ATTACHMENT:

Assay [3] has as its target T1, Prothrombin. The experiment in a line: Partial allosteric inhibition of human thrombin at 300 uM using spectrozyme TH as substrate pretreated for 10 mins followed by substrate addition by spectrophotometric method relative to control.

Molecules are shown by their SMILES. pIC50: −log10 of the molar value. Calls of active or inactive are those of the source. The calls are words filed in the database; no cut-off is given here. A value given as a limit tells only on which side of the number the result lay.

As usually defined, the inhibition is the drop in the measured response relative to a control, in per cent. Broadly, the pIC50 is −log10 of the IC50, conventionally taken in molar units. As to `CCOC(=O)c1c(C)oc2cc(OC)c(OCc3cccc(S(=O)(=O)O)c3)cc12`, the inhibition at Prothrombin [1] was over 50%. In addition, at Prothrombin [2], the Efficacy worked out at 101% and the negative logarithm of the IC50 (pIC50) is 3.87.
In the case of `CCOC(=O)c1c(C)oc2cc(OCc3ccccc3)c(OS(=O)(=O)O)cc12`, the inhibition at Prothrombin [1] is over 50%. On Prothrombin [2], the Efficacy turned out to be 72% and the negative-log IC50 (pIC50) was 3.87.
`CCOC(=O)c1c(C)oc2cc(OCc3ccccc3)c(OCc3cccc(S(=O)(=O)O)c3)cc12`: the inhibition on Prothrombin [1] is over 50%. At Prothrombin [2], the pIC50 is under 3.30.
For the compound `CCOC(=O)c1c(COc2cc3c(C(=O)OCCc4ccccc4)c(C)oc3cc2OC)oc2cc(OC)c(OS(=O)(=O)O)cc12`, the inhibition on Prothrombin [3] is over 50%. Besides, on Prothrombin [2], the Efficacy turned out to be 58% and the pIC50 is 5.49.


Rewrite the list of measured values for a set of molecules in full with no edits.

Assay [3] has as its target T1, Prothrombin. The experiment in a line: Partial allosteric inhibition of human thrombin at 300 uM using spectrozyme TH as substrate pretreated for 10 mins followed by substrate addition by spectrophotometric method relative to control.

Molecules are shown by their SMILES. pIC50: −log10 of the molar value. Calls of active or inactive are those of the source. The calls are words filed in the database; no cut-off is given here. A value given as a limit tells only on which side of the number the result lay.

As usually defined, the inhibition is the drop in the measured response relative to a control, in per cent. Broadly, the pIC50 is −log10 of the IC50, conventionally taken in molar units. As to `CCOC(=O)c1c(C)oc2cc(OC)c(OCc3cccc(S(=O)(=O)O)c3)cc12`, the inhibition at Prothrombin [1] was over 50%. In addition, at Prothrombin [2], the Efficacy worked out at 101% and the negative logarithm of the IC50 (pIC50) is 3.87.
In the case of `CCOC(=O)c1c(C)oc2cc(OCc3ccccc3)c(OS(=O)(=O)O)cc12`, the inhibition at Prothrombin [1] is over 50%. On Prothrombin [2], the Efficacy turned out to be 72% and the negative-log IC50 (pIC50) was 3.87.
`CCOC(=O)c1c(C)oc2cc(OCc3ccccc3)c(OCc3cccc(S(=O)(=O)O)c3)cc12`: the inhibition on Prothrombin [1] is over 50%. At Prothrombin [2], the pIC50 is under 3.30.
For the compound `CCOC(=O)c1c(COc2cc3c(C(=O)OCCc4ccccc4)c(C)oc3cc2OC)oc2cc(OC)c(OS(=O)(=O)O)cc12`, the inhibition on Prothrombin [3] is over 50%. Besides, on Prothrombin [2], the Efficacy turned out to be 58% and the pIC50 is 5.49.